iOS 9 is coming, and major changes are coming with it. In an apparent answer to Google Now, iOS 9 will include some contextual awareness features in Siri and a new Search view on the home screen.
Broadly, iOS 9 will be able to use information about how, where, and when you use your device in order to respond in the right way at the right time. For example, if you're a regular runner and listen to music in the mornings, iOS 9 will cue up some appropriately energetic music when you plug in your headphones. Similarly, connecting to a car audio system on the drive home might bring up an audiobook already in progress.
Other proactive features manifest themselves on the Search screen, accessed by swiping to the left on the home screen. Search automatically populates with recent contacts and apps, including contact info related to upcoming calendar events. Search can also use your location to suggest points of interest and news that's happening in the vicinity.
Siri gets smarter in iOS 9, too. Developers will be able to use a new Siri API to integrate the digital assistant deeply into their apps. For example, if you're trying to return to a particular apple pie recipe that you found in an app, but you can't remember which app, Siri can search through the ones that have implemented the right software hooks.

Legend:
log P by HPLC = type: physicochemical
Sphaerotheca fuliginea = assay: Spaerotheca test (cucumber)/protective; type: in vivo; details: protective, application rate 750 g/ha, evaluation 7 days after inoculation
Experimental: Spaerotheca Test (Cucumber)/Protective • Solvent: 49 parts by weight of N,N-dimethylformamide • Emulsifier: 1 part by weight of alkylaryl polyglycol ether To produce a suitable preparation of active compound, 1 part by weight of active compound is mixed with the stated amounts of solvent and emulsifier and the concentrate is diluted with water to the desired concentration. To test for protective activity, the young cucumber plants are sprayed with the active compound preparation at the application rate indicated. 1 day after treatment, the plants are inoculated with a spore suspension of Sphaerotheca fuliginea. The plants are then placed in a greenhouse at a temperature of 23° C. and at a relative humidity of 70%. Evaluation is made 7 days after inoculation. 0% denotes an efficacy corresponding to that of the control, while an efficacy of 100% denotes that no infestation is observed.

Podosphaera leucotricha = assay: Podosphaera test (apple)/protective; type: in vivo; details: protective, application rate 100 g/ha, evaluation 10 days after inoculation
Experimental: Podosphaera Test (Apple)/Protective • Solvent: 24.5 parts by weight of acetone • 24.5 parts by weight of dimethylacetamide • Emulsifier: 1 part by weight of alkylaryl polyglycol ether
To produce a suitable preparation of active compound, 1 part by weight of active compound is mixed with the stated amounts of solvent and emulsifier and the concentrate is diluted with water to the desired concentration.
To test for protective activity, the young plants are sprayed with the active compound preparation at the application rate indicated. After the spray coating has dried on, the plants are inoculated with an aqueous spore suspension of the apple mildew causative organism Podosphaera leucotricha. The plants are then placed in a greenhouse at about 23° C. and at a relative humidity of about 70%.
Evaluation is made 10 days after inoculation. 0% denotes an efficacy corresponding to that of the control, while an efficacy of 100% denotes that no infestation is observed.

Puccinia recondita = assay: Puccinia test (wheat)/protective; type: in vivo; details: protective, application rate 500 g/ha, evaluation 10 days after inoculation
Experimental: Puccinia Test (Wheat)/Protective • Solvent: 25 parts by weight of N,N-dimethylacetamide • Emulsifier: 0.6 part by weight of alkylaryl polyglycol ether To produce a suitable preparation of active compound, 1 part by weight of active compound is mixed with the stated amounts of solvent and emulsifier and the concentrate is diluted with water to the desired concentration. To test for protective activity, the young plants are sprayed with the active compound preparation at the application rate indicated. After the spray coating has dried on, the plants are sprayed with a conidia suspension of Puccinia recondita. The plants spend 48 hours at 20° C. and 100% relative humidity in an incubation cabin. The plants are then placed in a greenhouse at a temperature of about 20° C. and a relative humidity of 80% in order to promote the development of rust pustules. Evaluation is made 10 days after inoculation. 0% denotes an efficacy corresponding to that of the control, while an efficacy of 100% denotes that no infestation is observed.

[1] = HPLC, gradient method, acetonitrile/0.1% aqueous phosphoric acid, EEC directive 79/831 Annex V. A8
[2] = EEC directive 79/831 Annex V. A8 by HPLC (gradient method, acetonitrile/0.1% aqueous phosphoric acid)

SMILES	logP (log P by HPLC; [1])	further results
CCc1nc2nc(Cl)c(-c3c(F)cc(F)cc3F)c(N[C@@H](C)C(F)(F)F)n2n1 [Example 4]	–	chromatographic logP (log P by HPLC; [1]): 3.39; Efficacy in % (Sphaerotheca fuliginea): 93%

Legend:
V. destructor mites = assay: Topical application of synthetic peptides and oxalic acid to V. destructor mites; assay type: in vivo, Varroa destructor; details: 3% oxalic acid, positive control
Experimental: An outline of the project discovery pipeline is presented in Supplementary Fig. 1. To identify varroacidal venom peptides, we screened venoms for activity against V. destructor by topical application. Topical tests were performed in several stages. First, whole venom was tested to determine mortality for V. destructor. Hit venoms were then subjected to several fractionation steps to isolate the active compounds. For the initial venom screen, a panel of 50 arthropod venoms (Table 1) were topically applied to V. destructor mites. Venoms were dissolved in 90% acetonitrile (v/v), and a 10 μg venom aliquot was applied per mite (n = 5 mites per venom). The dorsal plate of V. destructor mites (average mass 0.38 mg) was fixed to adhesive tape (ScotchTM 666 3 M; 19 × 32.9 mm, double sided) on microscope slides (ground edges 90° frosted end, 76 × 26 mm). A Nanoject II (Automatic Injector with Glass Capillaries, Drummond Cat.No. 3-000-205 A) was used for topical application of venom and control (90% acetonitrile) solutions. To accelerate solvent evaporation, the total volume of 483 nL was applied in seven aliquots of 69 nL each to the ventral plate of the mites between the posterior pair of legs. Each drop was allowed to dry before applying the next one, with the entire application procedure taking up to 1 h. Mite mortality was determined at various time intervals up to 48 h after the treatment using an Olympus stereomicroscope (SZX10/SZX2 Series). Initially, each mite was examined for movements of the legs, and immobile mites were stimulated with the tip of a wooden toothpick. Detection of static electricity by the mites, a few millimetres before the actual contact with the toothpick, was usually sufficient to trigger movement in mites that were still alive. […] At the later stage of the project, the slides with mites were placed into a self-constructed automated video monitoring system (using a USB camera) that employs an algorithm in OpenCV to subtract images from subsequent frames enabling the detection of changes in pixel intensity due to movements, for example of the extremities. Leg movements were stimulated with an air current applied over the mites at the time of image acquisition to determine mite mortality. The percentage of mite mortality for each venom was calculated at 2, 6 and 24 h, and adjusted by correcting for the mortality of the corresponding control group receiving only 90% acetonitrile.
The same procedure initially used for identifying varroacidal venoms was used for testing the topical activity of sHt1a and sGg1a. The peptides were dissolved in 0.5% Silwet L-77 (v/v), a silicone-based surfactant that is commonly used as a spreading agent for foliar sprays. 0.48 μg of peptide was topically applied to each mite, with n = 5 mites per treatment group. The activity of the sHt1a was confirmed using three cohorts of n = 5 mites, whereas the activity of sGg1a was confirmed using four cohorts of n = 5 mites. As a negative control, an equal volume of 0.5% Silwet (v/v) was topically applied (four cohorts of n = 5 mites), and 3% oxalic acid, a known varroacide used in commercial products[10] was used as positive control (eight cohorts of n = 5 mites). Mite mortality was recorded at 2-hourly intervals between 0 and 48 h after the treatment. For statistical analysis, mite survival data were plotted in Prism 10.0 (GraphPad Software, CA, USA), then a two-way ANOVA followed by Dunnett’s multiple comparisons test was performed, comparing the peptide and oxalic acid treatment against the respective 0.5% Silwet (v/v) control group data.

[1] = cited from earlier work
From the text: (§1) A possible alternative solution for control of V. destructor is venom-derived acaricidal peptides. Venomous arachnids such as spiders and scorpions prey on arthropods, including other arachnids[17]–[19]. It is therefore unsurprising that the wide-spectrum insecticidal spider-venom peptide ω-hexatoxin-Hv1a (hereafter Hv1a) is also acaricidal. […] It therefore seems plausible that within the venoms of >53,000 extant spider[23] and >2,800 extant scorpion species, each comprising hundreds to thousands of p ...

The assistant can also use information about what you're doing at a given point in time. If you start an email and can't finish it, telling Siri to "remind me about this when I get home" will create a location-dependent reminder about your message.
In keeping with Apple's focus on customer privacy, these new features don't aggregate data about users on Apple servers. Instead, all the collection happens on the device, and the data stays on the device. When Siri has to reach out to the Internet for information, the query is anonymized. Federighi emphasized that Apple doesn't want to know anything about what its customers are doing, and that owners of its devices should be in control of their data.